Following a now infamous dispute last year with artist Ai Weiwei, the vice-chairman of family-owned Lego has admitted to the Wall Street Journal that refusing to supply bricks to the Chinese artist and dissident was a "mistake".
Kjeld Kirk Kristiansen, grandson of the founder of Lego, told the WSJ in an interview that Lego’s board was not involved in the decision.
In October last year, Lego was at the centre of a social media storm after the company refused to provide Ai (pictured) with blocks for an installation at the National Gallery of Victoria in Melbourne because it was too political.
At the time, Ai said in an Instagram post that Lego could not "approve the use of Legos for political works".
As a result, Ai set up a global donation initiative and received hundreds of thousands of Lego blocks from supporters around the world.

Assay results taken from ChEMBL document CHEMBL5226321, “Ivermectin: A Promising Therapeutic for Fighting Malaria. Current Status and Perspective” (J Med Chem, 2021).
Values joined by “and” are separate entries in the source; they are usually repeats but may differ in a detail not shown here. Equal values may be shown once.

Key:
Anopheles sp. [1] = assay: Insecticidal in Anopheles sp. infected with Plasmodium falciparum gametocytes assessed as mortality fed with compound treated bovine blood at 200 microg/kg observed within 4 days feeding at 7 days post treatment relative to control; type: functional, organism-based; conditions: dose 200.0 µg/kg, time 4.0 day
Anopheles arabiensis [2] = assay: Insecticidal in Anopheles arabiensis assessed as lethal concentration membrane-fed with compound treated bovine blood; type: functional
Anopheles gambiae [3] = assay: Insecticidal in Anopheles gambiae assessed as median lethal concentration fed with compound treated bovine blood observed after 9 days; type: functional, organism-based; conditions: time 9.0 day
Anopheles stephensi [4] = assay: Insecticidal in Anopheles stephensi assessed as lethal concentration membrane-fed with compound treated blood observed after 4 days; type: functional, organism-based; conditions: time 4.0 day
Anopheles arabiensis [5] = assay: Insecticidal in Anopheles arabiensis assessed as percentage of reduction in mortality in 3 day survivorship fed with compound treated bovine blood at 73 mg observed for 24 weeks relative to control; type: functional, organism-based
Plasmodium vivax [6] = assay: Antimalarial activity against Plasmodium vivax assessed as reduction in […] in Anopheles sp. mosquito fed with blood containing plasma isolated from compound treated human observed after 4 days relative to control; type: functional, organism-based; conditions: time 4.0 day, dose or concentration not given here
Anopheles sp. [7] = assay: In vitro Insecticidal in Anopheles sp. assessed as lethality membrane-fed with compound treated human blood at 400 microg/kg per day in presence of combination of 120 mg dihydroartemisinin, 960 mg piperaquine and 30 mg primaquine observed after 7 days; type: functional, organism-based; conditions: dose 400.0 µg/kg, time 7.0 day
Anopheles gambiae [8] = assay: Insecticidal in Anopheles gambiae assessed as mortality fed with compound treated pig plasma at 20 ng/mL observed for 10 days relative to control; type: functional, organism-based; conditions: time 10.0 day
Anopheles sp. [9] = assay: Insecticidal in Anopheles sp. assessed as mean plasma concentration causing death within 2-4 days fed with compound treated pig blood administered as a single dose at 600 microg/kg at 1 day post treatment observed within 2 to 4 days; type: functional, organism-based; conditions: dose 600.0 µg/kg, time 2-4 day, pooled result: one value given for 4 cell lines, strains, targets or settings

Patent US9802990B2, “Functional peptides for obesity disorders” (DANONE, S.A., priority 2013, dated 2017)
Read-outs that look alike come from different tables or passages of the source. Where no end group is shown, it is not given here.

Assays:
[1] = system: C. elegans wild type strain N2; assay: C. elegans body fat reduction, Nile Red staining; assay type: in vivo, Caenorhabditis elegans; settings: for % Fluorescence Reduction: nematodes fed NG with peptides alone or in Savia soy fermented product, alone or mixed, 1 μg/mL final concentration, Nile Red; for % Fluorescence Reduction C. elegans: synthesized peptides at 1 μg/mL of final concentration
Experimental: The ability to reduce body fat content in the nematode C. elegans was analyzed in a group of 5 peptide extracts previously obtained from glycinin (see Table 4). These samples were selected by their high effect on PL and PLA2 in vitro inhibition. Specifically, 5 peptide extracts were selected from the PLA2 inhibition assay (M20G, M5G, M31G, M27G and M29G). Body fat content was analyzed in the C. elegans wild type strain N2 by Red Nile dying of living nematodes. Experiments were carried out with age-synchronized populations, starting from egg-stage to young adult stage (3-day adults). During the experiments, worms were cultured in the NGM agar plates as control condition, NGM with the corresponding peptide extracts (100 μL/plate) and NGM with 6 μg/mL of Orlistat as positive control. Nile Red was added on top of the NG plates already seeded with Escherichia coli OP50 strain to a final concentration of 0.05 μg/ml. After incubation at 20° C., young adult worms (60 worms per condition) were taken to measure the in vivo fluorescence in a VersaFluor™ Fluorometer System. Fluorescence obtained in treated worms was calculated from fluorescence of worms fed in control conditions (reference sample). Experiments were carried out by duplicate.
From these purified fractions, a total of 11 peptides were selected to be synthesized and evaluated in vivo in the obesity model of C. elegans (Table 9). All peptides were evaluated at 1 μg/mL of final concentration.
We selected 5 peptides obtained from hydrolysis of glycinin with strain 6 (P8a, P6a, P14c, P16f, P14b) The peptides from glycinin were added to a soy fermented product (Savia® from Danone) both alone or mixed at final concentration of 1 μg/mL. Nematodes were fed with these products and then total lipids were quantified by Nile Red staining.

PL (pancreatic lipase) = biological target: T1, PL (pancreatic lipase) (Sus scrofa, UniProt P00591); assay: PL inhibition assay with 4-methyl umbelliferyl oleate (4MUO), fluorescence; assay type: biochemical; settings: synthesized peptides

Three months later, Lego softened its position by removing from its guidance the need to know a Lego buyer’s "thematic purpose" before supplying bricks, in direct response to the brand damage it suffered following the incident with Ai.
It said there had been "misunderstandings" over the previous policy that needed clearing up.
Now, Kristiansen has admitted the whole incident was an error, stemming from Ai’s request being denied "very low in the organisation by our consumer service department".
"It was an internal mistake," he said. "It is a typical example of what can go wrong in a big company."
Kristiansen also denied Ai’s suggestions that Lego’s initial decision was based on a desire to protect its business in China.
Ai told the WSJ that he welcomed Lego’s reversal, but that it had come a bit too late.